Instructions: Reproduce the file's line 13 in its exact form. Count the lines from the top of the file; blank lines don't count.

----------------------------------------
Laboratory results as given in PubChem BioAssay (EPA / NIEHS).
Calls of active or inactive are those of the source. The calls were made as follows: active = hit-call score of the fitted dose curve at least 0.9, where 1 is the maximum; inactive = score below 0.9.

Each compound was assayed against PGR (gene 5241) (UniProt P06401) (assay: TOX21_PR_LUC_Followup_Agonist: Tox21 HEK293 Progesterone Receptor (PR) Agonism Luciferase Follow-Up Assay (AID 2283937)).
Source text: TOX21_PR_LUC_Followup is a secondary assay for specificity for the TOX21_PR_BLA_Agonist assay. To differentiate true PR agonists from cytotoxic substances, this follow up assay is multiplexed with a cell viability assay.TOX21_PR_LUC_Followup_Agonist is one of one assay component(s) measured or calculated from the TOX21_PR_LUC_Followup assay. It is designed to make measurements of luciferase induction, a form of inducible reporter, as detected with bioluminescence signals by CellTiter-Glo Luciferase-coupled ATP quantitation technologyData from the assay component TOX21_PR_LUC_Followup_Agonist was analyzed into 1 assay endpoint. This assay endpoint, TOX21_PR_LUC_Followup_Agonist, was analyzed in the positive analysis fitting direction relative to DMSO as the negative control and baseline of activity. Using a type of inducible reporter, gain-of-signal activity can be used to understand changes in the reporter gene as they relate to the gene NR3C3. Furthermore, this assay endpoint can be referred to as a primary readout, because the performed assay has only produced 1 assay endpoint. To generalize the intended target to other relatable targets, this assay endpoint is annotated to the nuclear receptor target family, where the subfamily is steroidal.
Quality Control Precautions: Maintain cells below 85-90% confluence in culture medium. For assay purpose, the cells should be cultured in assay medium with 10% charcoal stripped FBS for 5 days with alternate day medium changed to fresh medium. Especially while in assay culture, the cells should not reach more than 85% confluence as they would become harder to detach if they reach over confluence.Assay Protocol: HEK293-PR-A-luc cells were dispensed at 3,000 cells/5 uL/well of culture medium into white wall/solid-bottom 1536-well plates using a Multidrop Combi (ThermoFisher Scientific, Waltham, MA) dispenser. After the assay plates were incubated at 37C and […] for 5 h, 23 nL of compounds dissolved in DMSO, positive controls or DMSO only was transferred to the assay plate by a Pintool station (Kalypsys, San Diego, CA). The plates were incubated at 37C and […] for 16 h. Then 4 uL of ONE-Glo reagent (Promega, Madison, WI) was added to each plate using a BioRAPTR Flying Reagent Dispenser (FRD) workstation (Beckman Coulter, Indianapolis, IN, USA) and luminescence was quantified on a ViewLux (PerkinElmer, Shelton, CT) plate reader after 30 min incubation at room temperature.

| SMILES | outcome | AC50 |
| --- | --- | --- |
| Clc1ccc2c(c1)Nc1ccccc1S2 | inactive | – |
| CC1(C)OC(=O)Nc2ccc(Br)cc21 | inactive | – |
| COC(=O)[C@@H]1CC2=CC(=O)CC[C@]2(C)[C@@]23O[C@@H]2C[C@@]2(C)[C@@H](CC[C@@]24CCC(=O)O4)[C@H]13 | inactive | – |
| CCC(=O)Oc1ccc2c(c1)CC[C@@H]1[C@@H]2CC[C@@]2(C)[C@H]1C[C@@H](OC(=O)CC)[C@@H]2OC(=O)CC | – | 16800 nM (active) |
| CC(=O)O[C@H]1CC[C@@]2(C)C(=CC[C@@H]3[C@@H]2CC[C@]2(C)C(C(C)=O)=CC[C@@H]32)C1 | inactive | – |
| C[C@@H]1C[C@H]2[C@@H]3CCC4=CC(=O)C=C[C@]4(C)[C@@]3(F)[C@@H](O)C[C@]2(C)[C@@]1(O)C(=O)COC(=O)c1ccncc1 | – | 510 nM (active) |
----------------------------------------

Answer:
| C[C@@H]1C[C@H]2[C@@H]3CCC4=CC(=O)C=C[C@]4(C)[C@@]3(F)[C@@H](O)C[C@]2(C)[C@@]1(O)C(=O)COC(=O)c1ccncc1 | – | 510 nM (active) |